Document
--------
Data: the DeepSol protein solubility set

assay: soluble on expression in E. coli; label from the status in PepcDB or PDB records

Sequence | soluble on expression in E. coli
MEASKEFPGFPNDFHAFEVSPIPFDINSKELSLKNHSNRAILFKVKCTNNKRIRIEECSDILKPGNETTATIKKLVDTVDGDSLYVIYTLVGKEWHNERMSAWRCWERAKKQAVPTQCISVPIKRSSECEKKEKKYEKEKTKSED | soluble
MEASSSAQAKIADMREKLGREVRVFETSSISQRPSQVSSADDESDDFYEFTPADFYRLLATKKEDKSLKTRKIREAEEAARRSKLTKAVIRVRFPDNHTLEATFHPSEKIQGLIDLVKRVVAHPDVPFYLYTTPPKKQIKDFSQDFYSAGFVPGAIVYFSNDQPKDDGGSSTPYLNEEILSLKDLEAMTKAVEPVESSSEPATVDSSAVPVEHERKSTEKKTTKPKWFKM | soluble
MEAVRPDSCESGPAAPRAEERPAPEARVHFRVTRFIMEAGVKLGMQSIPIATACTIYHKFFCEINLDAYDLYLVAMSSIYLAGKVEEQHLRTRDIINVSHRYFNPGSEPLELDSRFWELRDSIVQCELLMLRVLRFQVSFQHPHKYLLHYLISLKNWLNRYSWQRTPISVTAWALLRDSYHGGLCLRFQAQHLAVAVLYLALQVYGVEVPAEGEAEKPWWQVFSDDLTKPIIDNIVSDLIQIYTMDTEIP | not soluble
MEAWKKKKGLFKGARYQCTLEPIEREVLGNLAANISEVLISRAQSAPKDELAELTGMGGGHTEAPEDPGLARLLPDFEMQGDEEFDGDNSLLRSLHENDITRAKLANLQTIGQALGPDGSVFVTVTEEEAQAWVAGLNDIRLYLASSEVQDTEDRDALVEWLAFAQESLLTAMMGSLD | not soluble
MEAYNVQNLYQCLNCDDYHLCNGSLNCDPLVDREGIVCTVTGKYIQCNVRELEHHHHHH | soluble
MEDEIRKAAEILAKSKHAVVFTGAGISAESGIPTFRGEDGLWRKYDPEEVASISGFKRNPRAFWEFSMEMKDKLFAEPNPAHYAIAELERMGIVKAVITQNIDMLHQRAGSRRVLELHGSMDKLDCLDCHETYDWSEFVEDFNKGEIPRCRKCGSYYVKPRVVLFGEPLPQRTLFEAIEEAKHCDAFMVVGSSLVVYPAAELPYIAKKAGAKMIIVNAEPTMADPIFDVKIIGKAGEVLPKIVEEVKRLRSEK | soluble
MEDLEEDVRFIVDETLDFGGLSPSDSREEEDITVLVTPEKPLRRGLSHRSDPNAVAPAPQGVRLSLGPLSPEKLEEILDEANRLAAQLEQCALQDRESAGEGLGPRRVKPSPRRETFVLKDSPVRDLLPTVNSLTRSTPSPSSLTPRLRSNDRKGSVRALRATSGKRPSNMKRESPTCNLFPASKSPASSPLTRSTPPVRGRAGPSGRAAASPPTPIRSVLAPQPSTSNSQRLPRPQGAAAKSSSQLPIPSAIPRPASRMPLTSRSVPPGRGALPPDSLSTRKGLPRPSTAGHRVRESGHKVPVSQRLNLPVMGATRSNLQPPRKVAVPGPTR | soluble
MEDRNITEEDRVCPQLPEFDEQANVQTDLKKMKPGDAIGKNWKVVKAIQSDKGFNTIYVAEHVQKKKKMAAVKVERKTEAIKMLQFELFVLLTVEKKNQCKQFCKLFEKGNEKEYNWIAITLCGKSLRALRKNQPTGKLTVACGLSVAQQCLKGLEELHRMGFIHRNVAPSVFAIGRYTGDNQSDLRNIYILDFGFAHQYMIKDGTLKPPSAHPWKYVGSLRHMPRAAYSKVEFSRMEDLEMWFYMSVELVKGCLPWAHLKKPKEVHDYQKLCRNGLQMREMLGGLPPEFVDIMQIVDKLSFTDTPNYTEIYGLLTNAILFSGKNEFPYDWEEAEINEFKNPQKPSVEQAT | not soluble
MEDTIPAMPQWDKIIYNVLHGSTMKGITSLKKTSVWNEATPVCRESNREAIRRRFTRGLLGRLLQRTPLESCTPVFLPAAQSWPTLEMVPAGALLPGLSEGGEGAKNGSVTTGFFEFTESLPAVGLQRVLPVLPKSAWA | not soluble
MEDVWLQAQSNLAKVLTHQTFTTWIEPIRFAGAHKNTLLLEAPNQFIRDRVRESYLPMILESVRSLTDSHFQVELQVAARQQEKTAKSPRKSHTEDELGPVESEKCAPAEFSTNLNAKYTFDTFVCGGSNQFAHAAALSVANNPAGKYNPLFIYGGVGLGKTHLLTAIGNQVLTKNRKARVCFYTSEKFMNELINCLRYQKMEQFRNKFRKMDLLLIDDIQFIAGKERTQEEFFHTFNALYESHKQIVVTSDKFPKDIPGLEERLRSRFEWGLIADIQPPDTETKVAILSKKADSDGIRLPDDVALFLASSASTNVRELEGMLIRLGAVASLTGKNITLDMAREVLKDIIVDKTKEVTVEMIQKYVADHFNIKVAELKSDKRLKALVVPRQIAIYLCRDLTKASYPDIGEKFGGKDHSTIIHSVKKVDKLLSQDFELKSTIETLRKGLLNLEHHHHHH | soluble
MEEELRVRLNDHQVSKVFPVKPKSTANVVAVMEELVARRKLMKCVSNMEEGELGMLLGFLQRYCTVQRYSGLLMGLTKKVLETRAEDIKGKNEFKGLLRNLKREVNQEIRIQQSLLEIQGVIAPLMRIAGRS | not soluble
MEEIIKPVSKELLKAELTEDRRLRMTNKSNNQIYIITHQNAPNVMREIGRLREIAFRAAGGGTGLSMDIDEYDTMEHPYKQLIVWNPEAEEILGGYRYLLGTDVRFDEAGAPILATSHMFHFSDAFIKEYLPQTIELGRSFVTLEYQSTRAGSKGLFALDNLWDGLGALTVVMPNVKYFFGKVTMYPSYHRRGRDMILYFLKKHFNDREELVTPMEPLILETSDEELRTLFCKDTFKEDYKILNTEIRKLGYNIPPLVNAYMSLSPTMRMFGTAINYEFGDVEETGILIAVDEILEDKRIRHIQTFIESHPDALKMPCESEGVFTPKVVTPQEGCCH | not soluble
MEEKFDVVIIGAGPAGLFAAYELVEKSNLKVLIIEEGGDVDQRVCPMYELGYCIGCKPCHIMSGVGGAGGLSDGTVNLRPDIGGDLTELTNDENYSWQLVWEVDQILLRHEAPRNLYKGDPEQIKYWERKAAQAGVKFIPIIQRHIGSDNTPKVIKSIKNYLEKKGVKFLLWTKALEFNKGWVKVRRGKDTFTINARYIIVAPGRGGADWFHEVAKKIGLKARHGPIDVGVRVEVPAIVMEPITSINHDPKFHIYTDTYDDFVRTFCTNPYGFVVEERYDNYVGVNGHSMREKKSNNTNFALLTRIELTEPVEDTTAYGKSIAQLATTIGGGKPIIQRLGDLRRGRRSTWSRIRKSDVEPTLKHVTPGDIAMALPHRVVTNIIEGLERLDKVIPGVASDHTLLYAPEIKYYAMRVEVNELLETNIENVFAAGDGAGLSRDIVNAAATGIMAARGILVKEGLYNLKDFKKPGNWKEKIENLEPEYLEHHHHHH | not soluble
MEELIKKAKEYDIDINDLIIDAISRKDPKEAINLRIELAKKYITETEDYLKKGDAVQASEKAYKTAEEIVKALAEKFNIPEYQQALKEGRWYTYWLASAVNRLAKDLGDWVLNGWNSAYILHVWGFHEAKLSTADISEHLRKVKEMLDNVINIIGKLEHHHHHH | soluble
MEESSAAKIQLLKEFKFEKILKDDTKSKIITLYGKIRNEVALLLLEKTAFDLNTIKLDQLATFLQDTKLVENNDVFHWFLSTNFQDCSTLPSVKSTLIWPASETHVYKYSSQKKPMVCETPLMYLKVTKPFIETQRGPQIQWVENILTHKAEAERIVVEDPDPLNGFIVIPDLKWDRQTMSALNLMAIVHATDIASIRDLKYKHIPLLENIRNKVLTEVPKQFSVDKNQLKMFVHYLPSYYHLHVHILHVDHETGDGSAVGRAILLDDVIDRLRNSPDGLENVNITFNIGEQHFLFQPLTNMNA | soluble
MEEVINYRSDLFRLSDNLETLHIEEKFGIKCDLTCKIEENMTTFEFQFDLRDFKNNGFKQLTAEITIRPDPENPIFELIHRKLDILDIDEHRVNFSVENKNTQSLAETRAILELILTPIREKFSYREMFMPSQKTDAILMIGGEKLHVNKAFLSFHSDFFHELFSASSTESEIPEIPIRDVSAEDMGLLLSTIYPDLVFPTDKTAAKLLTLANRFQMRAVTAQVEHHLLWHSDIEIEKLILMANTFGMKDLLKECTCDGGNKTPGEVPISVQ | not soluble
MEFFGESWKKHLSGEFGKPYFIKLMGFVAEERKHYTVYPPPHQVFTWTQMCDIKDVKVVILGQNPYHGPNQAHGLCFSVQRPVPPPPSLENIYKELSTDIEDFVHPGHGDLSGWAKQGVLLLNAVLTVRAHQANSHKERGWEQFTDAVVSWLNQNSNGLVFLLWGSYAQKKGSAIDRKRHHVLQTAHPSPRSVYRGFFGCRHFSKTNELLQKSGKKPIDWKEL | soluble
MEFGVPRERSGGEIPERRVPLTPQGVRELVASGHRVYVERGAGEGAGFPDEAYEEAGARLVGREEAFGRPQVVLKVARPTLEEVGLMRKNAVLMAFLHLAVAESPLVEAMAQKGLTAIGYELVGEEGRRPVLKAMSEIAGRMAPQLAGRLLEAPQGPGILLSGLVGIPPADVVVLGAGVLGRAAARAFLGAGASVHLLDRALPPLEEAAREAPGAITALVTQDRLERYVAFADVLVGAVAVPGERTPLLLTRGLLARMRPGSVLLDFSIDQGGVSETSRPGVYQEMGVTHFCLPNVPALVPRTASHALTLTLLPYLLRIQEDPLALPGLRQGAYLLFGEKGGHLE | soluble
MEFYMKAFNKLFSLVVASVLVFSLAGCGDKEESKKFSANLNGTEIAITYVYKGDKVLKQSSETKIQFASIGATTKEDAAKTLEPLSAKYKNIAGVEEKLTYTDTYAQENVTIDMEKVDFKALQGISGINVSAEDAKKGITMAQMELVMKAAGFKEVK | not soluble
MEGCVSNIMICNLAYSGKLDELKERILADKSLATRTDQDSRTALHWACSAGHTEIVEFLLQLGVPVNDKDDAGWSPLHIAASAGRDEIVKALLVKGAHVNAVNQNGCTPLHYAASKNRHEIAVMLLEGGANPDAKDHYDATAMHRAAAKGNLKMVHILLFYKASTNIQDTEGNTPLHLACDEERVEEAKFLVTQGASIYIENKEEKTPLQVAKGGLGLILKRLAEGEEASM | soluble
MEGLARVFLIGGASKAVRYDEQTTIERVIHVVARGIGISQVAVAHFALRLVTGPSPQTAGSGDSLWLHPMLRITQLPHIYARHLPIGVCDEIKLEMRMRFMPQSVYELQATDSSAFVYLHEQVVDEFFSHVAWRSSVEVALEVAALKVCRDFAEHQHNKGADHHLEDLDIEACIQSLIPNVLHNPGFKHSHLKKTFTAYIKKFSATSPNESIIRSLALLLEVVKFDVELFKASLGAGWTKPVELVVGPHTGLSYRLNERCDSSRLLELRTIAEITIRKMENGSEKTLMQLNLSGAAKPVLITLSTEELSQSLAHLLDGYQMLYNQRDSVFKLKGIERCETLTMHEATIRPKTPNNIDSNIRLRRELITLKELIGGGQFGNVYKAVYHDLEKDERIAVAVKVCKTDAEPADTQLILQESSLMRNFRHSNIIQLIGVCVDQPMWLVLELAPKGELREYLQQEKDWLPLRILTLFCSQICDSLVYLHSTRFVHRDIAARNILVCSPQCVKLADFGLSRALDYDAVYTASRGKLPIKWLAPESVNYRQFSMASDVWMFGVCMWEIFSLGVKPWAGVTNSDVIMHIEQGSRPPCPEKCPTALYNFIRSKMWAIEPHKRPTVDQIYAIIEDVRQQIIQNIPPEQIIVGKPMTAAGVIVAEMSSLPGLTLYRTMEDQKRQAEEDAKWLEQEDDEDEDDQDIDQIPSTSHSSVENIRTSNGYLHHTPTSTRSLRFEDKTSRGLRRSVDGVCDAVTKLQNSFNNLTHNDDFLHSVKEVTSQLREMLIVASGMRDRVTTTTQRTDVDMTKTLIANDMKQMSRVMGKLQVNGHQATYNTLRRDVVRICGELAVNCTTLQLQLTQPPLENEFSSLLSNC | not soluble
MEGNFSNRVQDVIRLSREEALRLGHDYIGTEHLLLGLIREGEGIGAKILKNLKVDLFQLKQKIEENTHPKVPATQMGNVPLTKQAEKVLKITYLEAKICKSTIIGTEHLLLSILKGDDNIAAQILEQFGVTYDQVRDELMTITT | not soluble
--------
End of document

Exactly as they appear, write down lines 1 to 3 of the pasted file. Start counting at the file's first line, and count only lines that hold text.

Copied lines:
Data: the DeepSol protein solubility set

assay: soluble on expression in E. coli; label from the status in PepcDB or PDB records

Sequence | soluble on expression in E. coli